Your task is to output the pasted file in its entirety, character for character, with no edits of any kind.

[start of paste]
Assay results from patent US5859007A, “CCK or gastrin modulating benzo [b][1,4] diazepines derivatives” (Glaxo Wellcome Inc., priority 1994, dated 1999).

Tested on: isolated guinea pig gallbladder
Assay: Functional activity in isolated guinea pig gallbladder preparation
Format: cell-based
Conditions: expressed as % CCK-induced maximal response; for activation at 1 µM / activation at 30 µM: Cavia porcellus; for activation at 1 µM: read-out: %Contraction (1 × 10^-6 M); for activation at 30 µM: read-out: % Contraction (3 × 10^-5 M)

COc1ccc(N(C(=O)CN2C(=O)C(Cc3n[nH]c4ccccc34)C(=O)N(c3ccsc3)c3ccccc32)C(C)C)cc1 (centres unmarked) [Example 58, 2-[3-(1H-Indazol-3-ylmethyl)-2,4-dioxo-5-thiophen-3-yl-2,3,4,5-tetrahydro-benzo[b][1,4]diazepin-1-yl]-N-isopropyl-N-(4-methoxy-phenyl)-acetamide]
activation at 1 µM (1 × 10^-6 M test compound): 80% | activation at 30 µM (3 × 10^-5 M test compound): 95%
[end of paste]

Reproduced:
Assay results from patent US5859007A, “CCK or gastrin modulating benzo [b][1,4] diazepines derivatives” (Glaxo Wellcome Inc., priority 1994, dated 1999).

Tested on: isolated guinea pig gallbladder
Assay: Functional activity in isolated guinea pig gallbladder preparation
Format: cell-based
Conditions: expressed as % CCK-induced maximal response; for activation at 1 µM / activation at 30 µM: Cavia porcellus; for activation at 1 µM: read-out: %Contraction (1 × 10^-6 M); for activation at 30 µM: read-out: % Contraction (3 × 10^-5 M)

COc1ccc(N(C(=O)CN2C(=O)C(Cc3n[nH]c4ccccc34)C(=O)N(c3ccsc3)c3ccccc32)C(C)C)cc1 (centres unmarked) [Example 58, 2-[3-(1H-Indazol-3-ylmethyl)-2,4-dioxo-5-thiophen-3-yl-2,3,4,5-tetrahydro-benzo[b][1,4]diazepin-1-yl]-N-isopropyl-N-(4-methoxy-phenyl)-acetamide]
activation at 1 µM (1 × 10^-6 M test compound): 80% | activation at 30 µM (3 × 10^-5 M test compound): 95%